Trump Says Aide Left White House Because She Said Something ‘Hurtful’ About His Kids

President Donald Trump told reporters Friday that his personal assistant Madeleine Westerhout had departed because she made “hurtful” comments about his children during an off-the-record dinner with journalists.

“I really think she had a bad night,” he told reporters on his way to Camp David. “I think it was unfortunate.” Still, he added, “you don’t say things like she said, which were just a little bit hurtful to some people. She mentioned a couple of things about my children.” (See the video above.)

Despite that, he appeared compassionate about Westerhout’s situation.

“She called me. She was very upset, she was very down,” Trump said. “It’s too bad. I wished her well.” Trump, who called Westerhout, 28, a “very good person” who did a great job, didn’t say if she had been fired or had resigned, only that her departure Thursday was “automatic.”

Politico reported Friday that Westerhout resigned because she had mocked Trump’s relationship with his children at an Aug. 17 dinner near the president’s golf resort in Bedminster, New Jersey.

After a “couple of drinks,” she boasted that she was closer with Trump than were his daughters, Ivanka and Tiffany, two sources told Politico. She also quipped that the president was so unfamiliar with Tiffany that he couldn’t pick her out in a crowd. The New York Times reported that she also talked about Trump’s eating habits, his thoughts on Tiffany’s appearance, and his youngest son, Barron.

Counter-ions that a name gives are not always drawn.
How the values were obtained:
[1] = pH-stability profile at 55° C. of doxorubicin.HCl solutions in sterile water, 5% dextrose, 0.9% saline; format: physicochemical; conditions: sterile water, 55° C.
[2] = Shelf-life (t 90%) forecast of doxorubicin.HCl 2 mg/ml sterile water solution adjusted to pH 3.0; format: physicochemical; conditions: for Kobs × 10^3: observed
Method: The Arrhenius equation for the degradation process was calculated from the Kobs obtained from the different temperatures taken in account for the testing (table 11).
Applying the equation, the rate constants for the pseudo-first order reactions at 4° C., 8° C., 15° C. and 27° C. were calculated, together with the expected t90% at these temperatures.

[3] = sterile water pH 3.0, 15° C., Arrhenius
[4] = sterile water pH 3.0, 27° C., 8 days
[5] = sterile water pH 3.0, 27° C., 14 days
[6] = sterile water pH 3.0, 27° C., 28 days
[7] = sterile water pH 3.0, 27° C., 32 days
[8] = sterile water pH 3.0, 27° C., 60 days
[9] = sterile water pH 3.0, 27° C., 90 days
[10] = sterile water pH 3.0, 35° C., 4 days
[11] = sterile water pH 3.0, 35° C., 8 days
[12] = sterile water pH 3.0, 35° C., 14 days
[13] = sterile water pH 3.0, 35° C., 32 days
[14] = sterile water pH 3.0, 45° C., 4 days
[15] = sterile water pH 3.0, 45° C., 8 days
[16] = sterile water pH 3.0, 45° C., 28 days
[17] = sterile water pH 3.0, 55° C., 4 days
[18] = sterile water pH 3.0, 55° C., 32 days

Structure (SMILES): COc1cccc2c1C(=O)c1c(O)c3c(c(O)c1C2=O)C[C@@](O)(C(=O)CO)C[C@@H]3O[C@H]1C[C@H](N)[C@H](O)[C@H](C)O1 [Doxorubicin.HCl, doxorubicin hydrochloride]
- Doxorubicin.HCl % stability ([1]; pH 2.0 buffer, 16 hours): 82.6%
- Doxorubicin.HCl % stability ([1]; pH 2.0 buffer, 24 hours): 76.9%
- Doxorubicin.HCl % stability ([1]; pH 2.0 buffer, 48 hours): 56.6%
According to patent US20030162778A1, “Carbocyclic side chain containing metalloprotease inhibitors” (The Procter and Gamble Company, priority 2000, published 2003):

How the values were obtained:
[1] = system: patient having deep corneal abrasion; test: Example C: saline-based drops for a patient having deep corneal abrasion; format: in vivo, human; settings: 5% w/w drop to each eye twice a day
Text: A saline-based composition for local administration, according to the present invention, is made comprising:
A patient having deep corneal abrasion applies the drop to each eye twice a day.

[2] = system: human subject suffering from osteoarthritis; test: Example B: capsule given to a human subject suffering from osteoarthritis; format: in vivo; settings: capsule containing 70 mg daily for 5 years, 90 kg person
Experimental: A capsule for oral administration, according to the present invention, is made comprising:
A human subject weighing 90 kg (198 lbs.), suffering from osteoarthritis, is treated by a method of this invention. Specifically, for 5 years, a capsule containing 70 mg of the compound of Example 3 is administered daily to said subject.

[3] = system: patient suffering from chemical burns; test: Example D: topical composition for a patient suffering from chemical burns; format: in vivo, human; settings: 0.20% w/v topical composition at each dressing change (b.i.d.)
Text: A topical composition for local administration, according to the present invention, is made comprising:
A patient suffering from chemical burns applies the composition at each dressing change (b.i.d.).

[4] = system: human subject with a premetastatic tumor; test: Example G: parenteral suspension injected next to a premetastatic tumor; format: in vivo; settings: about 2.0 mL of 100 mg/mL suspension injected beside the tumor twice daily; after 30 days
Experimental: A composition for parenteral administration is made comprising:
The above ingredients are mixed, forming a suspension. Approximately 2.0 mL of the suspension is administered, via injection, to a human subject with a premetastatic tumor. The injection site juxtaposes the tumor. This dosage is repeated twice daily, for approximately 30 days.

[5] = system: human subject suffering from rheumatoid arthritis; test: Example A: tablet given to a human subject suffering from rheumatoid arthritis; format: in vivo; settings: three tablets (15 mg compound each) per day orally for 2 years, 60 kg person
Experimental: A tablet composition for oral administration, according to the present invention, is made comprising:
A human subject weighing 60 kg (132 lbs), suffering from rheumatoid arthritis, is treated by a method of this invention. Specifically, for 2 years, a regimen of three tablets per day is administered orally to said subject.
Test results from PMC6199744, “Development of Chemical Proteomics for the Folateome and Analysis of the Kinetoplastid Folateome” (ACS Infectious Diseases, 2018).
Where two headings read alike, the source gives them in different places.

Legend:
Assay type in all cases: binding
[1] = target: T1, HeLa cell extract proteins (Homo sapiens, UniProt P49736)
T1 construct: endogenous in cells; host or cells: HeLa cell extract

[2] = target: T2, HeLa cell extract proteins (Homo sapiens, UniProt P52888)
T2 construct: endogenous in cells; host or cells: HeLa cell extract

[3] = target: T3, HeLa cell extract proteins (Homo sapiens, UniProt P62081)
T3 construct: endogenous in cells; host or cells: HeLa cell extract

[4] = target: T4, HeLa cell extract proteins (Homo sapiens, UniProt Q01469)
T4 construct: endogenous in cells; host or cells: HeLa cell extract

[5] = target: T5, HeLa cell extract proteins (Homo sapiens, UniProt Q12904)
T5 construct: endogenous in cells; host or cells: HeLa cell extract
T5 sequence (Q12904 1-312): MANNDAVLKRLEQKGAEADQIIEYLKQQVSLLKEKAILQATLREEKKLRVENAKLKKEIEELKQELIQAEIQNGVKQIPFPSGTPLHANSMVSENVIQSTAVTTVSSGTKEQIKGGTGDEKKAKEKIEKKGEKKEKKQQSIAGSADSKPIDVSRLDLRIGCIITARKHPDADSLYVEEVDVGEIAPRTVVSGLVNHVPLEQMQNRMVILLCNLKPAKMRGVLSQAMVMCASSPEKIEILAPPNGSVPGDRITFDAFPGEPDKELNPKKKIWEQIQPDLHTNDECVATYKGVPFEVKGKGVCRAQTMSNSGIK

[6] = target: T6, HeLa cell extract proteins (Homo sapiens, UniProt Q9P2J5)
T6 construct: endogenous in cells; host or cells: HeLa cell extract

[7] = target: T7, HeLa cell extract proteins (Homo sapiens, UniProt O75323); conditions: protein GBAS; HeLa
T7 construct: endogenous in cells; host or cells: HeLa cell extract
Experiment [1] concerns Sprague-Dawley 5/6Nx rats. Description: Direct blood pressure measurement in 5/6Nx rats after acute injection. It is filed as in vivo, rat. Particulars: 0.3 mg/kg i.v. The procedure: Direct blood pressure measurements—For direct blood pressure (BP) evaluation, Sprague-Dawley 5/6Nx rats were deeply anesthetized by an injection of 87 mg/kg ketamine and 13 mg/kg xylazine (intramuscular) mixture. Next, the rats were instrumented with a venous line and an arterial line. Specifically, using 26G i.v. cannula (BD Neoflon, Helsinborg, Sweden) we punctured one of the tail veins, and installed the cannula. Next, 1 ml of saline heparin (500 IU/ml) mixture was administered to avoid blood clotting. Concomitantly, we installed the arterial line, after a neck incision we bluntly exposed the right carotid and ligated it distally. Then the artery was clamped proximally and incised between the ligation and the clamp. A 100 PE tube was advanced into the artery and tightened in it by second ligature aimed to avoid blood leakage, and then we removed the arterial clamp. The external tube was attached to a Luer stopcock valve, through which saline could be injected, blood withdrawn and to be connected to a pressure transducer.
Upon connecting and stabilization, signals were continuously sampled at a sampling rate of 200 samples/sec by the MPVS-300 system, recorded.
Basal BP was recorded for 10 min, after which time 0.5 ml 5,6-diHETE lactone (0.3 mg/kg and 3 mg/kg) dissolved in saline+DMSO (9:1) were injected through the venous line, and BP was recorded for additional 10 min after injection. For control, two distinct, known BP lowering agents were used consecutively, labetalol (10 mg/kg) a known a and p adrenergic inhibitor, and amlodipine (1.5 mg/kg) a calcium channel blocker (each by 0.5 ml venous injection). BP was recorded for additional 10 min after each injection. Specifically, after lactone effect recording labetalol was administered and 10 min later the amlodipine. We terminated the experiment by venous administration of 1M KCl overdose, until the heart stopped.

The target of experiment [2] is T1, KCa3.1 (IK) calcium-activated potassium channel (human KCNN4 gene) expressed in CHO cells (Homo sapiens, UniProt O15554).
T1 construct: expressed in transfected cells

Trump told reporters: “Tiffany is great. I love Tiffany.” The president said he would call his younger daughter when he reached Camp David. 

Westerhout, a former Republican Party aide, has been with Trump since he was elected.

Trump scolded the “dishonest media” for ignoring the rules of an off-the-record dinner. “This was an off-the-record dinner and the media blatantly violated that agreement,” an administration official told Politico. Westerhout’s confidences, however, only appeared to have been discussed later at the White House, and not to the public.

A friend of Donald Trump Jr. accused Phil Rucker of The Washington Post of “burning” Westerhout.

But Steven Ginsberg, national editor at The Washington Post, said in a statement to Politico that Rucker is “one of the best and most scrupulous reporters in the news business. He has always acted with the utmost honor and integrity and has never violated Washington Post standards or policies.”

CORRECTION: A previous version of this article misstated Westerhout’s age as 27. Also, it had mischaracterized her boast about her close relationship to Trump.